I don’t know about you but I’m getting sick of the bitter wind that’s barreling its way down the streets of my adopted city with all the lip-chafing might of a hard-skinned rhino.

It’s definitely time to escape, even if it’s just a psychological one rather than a physical one. After all, temperature’s just a state of mind, right? Right?

Well anyway, daydreaming about more exotic climes while spending your lunch break sighing out of a rain-splattered office window just became a lot easier with this handpicked selection of beautiful travel websites from around the world.

You never know, you may find some inspiration for your own web design, or at the very least find a fantastic destination for your next adventure. If you do, feel free to send me a postcard. Address it to ‘that bitter jerk in the corner’.

And for more on web design from the blog, check out our 17 crucial web design trends for 2015.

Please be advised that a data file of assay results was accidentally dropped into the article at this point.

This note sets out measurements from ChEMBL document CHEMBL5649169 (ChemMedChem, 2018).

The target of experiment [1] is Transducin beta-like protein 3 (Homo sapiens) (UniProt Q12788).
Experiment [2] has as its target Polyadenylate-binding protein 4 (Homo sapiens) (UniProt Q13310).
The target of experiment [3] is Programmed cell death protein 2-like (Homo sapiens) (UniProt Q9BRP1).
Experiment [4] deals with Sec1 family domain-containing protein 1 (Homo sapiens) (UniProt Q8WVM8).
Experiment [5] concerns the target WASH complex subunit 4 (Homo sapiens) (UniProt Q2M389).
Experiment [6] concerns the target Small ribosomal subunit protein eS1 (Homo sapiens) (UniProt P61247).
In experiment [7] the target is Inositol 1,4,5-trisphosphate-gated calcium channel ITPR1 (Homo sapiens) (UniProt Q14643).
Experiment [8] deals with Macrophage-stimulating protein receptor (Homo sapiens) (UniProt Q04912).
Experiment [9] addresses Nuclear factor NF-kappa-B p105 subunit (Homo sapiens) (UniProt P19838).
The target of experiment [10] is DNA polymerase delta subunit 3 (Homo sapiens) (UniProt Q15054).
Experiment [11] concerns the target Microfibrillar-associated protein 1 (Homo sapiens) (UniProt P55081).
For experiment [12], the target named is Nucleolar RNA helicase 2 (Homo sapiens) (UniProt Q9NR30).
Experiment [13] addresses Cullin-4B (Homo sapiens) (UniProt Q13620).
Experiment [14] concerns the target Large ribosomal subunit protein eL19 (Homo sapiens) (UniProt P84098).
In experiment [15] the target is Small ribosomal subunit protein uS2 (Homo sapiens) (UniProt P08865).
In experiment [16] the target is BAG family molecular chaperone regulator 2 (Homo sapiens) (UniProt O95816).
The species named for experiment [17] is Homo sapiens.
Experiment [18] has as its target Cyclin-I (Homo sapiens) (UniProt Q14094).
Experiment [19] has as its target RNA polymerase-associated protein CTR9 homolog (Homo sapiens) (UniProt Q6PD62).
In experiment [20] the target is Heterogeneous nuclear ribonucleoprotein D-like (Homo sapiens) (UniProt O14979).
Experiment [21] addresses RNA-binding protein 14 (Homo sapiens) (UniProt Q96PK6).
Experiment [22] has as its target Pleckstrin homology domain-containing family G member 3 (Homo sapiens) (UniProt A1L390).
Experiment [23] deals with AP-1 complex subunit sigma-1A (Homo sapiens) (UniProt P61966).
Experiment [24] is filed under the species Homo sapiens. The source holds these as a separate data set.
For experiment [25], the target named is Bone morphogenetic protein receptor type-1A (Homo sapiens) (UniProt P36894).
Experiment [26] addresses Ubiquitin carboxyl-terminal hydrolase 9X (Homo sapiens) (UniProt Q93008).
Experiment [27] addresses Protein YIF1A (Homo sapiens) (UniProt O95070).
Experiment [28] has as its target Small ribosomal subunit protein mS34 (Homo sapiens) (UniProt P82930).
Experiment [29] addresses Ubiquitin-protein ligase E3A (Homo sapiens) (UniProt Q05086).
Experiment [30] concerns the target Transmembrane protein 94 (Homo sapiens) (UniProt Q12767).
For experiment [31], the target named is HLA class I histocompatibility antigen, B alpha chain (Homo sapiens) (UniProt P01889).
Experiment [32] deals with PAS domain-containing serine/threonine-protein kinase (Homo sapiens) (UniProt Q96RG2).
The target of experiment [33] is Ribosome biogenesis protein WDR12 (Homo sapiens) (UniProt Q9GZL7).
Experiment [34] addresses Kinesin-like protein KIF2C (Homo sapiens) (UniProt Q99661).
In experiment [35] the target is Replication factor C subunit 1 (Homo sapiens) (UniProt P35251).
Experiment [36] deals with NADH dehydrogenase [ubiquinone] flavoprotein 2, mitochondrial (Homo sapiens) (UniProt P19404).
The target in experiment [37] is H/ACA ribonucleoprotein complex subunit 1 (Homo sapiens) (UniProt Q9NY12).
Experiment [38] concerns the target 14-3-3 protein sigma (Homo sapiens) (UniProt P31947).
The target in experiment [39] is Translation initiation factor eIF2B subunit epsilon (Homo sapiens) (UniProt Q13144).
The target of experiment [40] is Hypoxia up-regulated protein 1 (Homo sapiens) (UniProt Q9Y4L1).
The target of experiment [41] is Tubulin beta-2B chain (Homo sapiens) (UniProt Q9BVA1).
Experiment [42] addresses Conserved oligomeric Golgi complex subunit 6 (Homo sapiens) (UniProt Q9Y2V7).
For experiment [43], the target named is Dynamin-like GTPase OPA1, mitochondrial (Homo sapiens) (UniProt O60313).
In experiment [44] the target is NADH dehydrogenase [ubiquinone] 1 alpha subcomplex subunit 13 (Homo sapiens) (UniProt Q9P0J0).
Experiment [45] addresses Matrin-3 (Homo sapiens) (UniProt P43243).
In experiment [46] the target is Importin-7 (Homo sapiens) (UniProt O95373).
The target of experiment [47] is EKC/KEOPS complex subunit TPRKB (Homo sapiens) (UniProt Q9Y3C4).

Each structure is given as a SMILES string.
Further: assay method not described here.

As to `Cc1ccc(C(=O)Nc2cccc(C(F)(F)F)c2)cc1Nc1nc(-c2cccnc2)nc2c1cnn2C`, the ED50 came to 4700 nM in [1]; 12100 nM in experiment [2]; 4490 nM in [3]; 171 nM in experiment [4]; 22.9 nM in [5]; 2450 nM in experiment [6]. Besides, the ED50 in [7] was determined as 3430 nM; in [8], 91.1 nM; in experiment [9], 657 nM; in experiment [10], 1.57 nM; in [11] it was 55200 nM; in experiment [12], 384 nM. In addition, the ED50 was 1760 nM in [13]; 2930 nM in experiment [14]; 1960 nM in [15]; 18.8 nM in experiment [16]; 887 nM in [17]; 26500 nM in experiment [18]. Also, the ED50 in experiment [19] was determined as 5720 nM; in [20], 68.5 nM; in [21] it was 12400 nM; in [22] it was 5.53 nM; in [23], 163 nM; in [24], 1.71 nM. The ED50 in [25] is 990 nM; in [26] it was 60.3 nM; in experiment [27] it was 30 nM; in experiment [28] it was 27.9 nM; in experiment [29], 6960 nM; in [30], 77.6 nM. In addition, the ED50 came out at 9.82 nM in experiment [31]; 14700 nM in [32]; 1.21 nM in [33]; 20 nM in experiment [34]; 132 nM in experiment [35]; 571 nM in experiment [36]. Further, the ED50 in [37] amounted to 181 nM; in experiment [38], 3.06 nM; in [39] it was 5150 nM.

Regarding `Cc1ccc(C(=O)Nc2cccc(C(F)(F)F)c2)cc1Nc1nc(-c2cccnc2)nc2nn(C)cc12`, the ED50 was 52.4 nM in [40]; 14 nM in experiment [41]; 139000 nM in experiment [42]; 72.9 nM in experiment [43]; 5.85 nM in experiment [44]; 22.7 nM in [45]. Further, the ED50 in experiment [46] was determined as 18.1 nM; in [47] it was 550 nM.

Another Escape

Another Escape is an outdoor lifestyle publication that features content you just want to fall through your computer screen into.

As you scroll down through the massive images of each volume, you can click on individual stories to read more in-depth features about everything from bamboo bicycle manufacturing to the Bavarian National Park.

Hotel Esencia 

Hotel Esencia is a luxury hotel on the Riviera Maya, a resort district in Mexico, and its list of plaudits range from ‘Best Resort Hotel in the Americas’ to ‘Best Luxury Hotel in the World’.

For me though, its real beauty lies in the understated charm of its website. (That’s easy for me to say, being as I can’t really afford to stay there).

The charm comes from the simple animations featured throughout that look as if they’ve been created by Raymond Briggs.

Wonderfully Wild

Without even thinking I had booked myself into a cottage in Snowdon within 30 seconds of loading up this site, it’s just that persuasive and easy to use. 

It’s also a pleasure to view on any screen size.

Travel Alberta

With humongous crystal-clear imagery you'll feel like you’re there already. Maybe I am?

There’s also a particularly simple but effective trip-planner tool that lets you customise your holiday using the same massive images and bold CTAs.

Westin Finds